1843;' but the Editor of this work has himself seen a MS. copy of the Litany above mentioned. Mr. Rimbault, in the introduction to his reprint of Lowe's work, hereafter mentioned, gives May 16, 1544, as the date of the “ Exhortacion into Praier," &c.

* See the Venerable Edward Berens's History of the Prayer Book.

† So his name is usually spelt; but at the end of his work it stands thus-Merbecke.

| Copious extracts from Marbeck's book may be seen in Burney's

In 1552, the second Prayer Book of Edward VI, as it is called, issued from the press. It contained the important addition of the Sentences, Exhortation, Confession, and Absolution, at the beginning of the Morning Service, which previously began with the Lord's Prayer*

During the reign of Queen Mary, the Roman service was again restored; but, upon the accession of her sister Elizabeth to the throne in 1558, steps were speedily taken to carry on the reformation ; for, in 1559, a new edition of the Prayer Book was printed by her authority, which, however, differed but slightly from Edward VI's second book, except in the Calendar, which received several additionst.

The next year, the following choral work appeared :-“ Certaine notes set forth in foure and three partes, to be song at the Morning Communion, and Evening Praier, very necessarie for the Church of Christe to be frequented and used : and unto them be added divers Godly Praiers and Psalmes, in the like forme, to the honour and praise of God. Imprinted at London, over Aldersgate, beneath St. Martins, by John Day. 1560.” The authors of these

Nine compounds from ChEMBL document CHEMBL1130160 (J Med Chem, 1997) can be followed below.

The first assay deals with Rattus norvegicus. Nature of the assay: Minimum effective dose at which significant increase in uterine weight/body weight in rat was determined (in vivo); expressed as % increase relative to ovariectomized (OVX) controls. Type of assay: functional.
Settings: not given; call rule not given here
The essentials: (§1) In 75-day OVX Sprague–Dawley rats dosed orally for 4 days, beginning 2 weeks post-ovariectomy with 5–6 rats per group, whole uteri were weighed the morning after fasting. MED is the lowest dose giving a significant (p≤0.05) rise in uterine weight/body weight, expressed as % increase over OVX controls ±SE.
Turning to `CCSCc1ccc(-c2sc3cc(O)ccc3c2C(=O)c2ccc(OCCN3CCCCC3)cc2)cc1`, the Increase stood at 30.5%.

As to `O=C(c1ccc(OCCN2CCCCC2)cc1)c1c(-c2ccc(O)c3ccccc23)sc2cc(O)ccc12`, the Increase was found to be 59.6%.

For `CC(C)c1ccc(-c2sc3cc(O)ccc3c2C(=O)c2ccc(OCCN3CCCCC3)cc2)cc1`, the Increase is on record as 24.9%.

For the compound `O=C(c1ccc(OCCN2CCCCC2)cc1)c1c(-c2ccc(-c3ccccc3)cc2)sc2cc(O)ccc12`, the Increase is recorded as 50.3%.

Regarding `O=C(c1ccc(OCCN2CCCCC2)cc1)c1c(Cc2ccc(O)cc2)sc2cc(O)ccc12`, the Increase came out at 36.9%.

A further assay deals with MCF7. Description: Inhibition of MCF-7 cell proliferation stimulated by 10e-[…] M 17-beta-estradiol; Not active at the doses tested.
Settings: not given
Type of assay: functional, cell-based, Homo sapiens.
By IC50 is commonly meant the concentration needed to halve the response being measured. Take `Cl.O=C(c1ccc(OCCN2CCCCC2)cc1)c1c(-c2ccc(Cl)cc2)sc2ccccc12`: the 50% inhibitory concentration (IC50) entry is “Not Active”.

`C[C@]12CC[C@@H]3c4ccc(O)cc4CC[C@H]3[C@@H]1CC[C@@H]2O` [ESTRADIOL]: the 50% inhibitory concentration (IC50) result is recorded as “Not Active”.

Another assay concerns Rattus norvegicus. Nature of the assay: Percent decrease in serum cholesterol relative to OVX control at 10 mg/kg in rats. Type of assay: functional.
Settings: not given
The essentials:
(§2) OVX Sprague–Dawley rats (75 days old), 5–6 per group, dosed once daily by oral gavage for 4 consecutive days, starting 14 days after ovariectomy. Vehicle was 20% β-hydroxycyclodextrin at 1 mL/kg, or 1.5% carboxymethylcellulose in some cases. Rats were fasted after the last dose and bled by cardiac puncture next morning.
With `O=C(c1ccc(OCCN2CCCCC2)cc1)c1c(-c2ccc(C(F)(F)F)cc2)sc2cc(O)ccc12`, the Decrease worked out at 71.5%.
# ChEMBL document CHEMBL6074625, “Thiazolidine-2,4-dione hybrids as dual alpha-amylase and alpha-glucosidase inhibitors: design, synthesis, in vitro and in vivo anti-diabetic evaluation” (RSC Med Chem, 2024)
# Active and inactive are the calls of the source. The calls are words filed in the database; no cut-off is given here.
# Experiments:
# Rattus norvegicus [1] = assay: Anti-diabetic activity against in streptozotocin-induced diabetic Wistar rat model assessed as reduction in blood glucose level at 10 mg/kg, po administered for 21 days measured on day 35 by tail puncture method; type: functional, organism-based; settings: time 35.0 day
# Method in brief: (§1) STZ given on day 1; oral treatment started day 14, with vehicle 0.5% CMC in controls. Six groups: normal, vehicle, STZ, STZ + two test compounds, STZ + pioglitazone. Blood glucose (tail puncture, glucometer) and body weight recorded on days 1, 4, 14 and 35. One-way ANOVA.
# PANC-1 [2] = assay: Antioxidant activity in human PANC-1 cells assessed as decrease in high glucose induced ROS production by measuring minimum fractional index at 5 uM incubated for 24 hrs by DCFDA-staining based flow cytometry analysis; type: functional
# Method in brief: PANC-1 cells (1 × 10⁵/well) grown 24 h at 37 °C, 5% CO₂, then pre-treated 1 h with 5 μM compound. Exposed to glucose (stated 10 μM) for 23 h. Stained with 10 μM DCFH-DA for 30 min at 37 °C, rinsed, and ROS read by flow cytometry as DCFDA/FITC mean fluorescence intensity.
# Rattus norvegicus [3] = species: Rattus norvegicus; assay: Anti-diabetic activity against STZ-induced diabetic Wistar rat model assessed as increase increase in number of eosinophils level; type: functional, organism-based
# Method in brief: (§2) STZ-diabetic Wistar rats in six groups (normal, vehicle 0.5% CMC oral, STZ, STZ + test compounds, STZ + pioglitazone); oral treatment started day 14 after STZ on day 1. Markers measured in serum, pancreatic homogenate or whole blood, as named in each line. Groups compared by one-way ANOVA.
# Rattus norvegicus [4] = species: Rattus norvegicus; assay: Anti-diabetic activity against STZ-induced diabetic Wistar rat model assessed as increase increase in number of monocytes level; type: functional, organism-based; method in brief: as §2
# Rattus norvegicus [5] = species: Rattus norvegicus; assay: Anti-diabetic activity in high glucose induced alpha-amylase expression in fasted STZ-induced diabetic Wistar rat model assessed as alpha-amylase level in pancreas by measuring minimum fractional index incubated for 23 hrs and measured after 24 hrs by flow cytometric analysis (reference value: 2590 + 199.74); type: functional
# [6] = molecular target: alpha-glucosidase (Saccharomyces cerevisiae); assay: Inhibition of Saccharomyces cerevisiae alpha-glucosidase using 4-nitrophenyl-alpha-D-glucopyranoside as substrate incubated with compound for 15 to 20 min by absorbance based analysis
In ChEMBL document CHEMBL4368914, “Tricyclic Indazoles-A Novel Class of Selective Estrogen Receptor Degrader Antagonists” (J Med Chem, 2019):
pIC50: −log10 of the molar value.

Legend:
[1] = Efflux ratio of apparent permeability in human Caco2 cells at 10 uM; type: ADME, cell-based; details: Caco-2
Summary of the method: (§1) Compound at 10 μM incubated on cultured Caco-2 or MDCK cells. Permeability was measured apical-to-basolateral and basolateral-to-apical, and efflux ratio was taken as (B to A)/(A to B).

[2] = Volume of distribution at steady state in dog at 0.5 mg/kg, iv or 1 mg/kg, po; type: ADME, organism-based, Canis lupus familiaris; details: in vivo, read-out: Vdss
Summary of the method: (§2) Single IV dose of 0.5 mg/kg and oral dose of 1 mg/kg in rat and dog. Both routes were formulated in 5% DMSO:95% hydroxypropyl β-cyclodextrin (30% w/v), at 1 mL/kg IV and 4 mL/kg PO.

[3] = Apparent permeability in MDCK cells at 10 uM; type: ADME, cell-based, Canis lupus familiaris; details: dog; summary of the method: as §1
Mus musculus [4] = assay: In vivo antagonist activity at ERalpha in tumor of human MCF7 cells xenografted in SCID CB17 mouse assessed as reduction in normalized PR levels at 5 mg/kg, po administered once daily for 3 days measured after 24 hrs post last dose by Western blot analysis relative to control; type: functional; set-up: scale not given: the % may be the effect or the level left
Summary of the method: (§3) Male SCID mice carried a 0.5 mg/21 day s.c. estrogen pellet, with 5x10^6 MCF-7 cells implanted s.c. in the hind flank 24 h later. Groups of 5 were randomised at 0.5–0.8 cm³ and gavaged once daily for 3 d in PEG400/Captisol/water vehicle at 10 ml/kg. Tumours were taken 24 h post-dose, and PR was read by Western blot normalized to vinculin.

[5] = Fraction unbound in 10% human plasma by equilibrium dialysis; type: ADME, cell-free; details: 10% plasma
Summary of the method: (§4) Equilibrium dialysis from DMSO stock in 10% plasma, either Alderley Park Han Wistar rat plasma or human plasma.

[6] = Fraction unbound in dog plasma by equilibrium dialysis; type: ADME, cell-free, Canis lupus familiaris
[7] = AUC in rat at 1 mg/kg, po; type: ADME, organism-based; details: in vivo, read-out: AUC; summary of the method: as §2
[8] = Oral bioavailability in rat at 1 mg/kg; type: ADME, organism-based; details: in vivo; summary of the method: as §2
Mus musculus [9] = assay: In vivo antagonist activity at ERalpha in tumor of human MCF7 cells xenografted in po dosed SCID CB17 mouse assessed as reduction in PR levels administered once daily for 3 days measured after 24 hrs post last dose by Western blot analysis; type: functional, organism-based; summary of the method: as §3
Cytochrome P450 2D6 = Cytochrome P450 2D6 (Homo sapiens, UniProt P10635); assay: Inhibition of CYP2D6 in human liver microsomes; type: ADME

History, vol. ii, p. 579-582; and in Hawkins's History, vol. iii, p. 472–478. The entire work is now being reprinted by Pickering, of London.

* See Berens's History, before mentioned. This invalidates Hawkins's assertion (Hist. vol. iii. p. 471, in note), that the sentences, exhortation, &c, formed no part of King Edward's Liturgy, but were first inserted in that of Queen Elizabeth. Such is true only of the Evening Prayer, to which the sentences, &c. were not added until the last review in 1662.

+ See a long article on the “ Rerisions of the Book of Common Prayer in the reign of Queen Elizabeth,” in the Irish Ecclesiastical Journal, No 34, April 25, 1843; in which several other editions of the Prayer Book, during the above reign, are mentioned. But, as these differ but little from each other, it will be unnecessary to notice them in this work.

compositions were Tallis, Causton, Johnson, Oakland, Shepard, and Taverner. No versicles or suffrages with their responses, occur in this work; but

“ Letanie in foure partes” is given, without the name of the composer, and having the plain-chant in the tenor. The Lord's Prayer is also harmonized in


four parts.

The following is the first clause of the above “ Letanie: #out